“They both love you. Just love them.”

I could tell that he did not want to speak of this anymore and did not want me to bring the subject up again. So I smiled meekly and expressed my intention to please, and the meeting ended with dutiful smiles.

“What shall poor Cordelia speak? Love and be silent.”

-King Lear, Act I, Scene III

I thought of that moment from King Lear and of my uncle’s words many times over the last decade. Not in anger or sadness for myself but in my worries for women in the Catholic Church in the United States.

Looking back, it is unsurprising, though still disappointing that a man who enabled domestic violence for nearly twenty years would be more concerned and horrified by a civil divorce followed by an annulment than he would be the effects of PTSD.

It may be difficult to those who aren’t students and alumni to fathom how a college Administrator in any capacity, let alone the President would tell any student, let alone his niece, to stay in an abusive relationship when it is clearly detrimental to her study and mental health. People with backgrounds in mental health will wince and recognize that telling a domestic violence victim to appease her abuser with “love” is the worst advice possible. It not only puts the onus of the abuser’s behavior unjustly on the victim, it is untrue. “Love” is not the cure for Narcissistic Personality Disorder. You can’t move by your generosity, empathy and sincerity someone who is categorically incapable of empathy, selflessness or sees vulnerability as weakness to exploit. Trying to move a narcissistic abuser away from cruelty toward compassion is like trying to tempt Augustus Gloop away from the chocolate pond with a celery stick.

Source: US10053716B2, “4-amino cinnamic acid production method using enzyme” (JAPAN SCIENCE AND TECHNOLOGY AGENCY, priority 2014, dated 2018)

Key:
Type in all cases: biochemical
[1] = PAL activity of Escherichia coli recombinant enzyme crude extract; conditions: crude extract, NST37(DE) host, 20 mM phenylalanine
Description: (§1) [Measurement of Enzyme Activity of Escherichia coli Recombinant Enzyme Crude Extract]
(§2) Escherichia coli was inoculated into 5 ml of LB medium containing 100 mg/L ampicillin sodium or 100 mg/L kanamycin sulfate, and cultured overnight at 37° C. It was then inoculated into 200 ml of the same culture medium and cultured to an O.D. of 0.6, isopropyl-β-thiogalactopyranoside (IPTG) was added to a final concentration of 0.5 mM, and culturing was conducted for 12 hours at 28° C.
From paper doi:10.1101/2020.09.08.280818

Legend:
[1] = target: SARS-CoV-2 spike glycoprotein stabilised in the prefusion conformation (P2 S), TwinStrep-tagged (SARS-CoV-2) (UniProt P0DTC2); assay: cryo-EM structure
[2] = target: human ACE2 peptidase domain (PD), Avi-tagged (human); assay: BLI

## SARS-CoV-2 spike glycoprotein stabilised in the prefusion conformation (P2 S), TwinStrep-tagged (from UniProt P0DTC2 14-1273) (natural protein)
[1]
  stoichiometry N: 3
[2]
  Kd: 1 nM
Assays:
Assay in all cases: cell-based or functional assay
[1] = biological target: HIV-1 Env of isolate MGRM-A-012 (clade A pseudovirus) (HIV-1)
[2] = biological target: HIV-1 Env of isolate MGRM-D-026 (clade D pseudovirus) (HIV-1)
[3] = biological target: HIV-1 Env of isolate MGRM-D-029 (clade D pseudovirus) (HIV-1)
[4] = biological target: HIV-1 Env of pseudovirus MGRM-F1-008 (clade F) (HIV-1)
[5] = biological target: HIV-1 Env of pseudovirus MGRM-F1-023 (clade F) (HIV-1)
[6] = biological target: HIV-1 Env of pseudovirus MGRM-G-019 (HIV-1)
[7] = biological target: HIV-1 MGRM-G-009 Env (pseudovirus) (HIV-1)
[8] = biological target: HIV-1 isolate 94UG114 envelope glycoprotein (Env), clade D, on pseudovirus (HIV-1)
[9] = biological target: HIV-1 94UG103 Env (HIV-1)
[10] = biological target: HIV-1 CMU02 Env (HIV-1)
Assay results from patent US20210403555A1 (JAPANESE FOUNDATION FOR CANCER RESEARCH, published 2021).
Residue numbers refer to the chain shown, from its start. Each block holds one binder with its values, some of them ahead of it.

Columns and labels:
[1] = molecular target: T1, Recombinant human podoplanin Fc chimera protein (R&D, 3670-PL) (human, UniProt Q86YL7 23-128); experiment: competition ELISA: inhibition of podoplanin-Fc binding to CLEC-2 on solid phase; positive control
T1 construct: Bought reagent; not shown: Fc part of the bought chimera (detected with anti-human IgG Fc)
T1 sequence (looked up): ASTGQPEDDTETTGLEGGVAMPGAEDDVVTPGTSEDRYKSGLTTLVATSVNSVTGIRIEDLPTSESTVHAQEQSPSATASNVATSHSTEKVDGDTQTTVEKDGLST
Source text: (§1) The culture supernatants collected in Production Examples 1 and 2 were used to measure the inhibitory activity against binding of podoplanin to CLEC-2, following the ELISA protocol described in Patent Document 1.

But that is how he thought that he was helping. I am convinced that there are others who were “helped” in this way. If he remains President of Christendom College, I have no reason to suppose that it will ever stop.

That is why I have come forward to tell you this painful truth about someone that I love and have forgiven. It isn’t to demonize him. It is to show how much devastation is caused by harmful ideology in good men. He failed me as a kinsman and as an educator and as an administrator. This is what “just loving” your family looks like. If you love someone, you don’t make yourself an enabler. You do the honorable thing and want those you love to do the honorable thing as well. And if they won’t then you at least want them to stop hurting those that you love including themselves. But my Uncle Tim meant something different when he said “love”. Sadly, my being shown just how different our notion of love was, had only just begun. That’s a true tale for another day.